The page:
Very nice movie-based game.
Considering how lame videogames adapting a movie of the season often were, "Ghostbusters II" felt quite refreshing at the time. Like many adaptations do, it takes a few key scenes of the movie and expands them in the shape of mini-games. Surprisingly, only three scenes were adapted, but the results are otherwise very good.
- In Van Nuys, you get to control Ray as he descends into the subterranean river of slime to get a sample. You need to maneuver through the obstacles, deal with different enemies, the most annoying of them hands who try to sever Ray's cable, and obtain the different pieces of equipment to take the samples.
- In Broadway, you need to escort the Liberty Statue and the citizens who have joined her in her parade and defend them from the ghosts, while recovering as much slime as possible.
- Finally, in the Museum, you need to control all four ghostbusters in order to rescue Dana's baby and defeat Vigo.
All stages feature very good graphics and adequate sounds, while the music and stills from the movie are used sparsely to recreate the plot.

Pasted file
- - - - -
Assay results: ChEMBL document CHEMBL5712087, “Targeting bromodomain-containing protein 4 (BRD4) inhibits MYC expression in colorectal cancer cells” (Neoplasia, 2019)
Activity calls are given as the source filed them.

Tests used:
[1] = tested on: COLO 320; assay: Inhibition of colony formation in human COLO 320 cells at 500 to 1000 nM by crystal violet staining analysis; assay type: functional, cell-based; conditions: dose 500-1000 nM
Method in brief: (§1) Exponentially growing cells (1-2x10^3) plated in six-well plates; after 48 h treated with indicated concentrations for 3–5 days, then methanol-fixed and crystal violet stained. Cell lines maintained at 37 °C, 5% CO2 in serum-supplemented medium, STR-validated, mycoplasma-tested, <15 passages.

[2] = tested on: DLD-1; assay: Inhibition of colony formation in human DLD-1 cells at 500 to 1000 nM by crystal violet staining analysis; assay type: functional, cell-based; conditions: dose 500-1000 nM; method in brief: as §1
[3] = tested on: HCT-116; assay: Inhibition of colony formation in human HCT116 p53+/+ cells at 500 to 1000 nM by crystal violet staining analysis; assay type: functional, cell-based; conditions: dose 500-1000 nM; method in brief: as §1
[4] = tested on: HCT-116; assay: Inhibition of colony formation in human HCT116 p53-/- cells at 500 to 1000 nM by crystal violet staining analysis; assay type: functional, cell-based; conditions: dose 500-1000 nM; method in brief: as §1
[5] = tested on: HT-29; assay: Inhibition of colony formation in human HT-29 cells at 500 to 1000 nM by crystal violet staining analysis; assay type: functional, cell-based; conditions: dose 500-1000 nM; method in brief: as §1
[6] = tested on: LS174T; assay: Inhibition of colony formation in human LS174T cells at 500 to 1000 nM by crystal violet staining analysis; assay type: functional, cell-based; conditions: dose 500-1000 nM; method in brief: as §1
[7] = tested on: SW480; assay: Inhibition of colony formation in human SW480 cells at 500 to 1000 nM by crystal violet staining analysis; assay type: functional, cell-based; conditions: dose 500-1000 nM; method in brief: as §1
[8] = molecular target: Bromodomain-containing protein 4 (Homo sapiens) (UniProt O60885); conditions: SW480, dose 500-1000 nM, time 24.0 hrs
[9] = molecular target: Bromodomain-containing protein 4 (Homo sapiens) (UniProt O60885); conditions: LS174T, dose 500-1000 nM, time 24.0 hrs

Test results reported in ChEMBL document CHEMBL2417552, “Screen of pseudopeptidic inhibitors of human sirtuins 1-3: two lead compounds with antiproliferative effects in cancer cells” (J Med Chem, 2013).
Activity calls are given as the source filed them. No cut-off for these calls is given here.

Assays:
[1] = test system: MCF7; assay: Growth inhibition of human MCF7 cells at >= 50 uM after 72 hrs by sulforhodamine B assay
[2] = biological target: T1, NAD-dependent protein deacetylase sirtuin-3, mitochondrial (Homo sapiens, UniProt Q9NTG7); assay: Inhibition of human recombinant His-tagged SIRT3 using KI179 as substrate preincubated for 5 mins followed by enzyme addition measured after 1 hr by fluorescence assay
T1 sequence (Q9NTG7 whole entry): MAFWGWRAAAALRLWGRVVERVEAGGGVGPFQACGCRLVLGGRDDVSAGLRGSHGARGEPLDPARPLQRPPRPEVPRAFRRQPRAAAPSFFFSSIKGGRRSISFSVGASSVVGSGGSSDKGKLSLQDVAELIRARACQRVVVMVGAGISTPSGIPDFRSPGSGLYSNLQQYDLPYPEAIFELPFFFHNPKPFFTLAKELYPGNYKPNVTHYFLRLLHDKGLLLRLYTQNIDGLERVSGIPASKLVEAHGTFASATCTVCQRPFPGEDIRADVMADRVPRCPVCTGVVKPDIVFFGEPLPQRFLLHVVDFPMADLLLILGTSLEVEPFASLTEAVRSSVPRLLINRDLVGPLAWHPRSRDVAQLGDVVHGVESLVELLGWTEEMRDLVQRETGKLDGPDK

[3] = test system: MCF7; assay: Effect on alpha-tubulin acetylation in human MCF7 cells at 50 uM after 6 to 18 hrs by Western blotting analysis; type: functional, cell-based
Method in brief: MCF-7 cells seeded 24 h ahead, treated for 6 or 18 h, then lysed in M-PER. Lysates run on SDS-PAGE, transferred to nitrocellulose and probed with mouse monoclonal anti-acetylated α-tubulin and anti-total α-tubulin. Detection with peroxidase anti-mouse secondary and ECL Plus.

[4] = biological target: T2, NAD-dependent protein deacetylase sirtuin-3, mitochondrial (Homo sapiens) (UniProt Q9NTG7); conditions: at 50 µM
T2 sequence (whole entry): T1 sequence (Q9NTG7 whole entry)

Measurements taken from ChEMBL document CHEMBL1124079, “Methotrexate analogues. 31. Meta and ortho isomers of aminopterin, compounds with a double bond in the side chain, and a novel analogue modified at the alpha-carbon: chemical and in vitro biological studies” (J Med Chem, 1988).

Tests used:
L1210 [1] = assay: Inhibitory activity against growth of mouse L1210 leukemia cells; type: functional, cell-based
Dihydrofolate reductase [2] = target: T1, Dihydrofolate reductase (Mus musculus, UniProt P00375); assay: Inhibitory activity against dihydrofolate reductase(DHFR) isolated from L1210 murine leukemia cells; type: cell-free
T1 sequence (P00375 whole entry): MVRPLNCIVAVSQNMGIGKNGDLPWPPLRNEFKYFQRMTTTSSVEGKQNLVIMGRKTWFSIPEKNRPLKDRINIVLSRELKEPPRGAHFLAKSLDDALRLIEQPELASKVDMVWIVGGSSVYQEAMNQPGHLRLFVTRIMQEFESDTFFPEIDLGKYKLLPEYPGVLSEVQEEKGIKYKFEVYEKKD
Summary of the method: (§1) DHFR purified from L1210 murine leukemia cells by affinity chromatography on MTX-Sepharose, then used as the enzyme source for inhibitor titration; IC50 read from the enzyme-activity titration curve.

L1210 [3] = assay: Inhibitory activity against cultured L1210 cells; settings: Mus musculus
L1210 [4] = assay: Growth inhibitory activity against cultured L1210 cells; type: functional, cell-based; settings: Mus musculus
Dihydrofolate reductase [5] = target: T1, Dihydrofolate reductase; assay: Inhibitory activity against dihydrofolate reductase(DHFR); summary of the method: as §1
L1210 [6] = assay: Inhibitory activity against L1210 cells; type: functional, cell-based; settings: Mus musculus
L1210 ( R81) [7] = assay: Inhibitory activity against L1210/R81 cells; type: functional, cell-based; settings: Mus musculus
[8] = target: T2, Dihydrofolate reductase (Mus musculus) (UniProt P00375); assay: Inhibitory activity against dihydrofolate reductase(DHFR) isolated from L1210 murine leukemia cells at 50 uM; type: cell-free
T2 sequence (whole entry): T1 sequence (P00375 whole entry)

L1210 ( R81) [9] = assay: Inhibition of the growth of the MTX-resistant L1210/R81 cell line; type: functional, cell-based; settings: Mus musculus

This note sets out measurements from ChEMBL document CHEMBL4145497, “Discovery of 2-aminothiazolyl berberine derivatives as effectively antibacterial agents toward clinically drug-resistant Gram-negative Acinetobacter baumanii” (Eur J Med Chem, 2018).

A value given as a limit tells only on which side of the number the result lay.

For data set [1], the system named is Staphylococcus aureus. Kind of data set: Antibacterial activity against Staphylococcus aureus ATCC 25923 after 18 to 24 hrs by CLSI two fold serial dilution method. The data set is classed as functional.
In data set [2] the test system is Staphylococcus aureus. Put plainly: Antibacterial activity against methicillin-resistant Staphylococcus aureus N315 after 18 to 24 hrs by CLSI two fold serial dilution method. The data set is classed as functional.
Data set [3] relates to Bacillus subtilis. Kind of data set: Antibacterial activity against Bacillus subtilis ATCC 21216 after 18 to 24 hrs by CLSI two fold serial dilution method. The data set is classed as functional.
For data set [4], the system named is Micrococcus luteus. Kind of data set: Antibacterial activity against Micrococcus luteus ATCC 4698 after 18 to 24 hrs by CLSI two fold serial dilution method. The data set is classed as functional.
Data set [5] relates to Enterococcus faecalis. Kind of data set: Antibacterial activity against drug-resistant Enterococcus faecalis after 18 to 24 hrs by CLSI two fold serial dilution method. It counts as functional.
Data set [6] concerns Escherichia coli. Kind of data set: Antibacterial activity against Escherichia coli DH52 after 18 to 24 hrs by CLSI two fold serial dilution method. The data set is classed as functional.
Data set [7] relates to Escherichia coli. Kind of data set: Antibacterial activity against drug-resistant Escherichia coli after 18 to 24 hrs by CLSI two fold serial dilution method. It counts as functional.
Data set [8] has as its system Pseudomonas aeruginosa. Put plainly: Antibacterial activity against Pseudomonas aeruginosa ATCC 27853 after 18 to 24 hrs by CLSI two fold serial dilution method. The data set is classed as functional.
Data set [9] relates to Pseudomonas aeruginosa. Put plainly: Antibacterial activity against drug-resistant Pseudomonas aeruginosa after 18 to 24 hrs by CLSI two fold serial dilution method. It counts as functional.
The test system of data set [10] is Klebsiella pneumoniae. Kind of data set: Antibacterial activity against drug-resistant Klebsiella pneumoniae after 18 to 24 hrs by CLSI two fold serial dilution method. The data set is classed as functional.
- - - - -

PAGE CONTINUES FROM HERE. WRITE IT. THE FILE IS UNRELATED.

Although the three sub-games are great, and long enough to please even the hardcore gamers, there's probably people out there who would have preferred different stages or just more of them. I'm not one of them, but I still think their point of view is valid.
Plus I never knew what to do in Stage 3 after Vigo possessed some of the Ghostbusters. That was annoying.
The Bottom Line
I've spoken before in various occasions about how I feel about movie to videogame adaptations of the era. Ocean made a few great ones, such as "Robocop" and "Batman - The movie" but once they settled into a model they became increasingly similar.
The licenses that fell into other hands are more of a mixed bag, mostly forgotten games such as "Jaws" or "Dick Tracy" that well deserve the oblivion.
But luckily "Ghostbusters II" is not one of those games. It's fun, exciting, original and uses very well the limited capabilities of the Amstrad CPC, something that became increasingly rare in this era, when manufacturers started planning their games for 16 bit computers such as the Atari ST or the Amiga and lowered their standards regarding the 8 bits computers.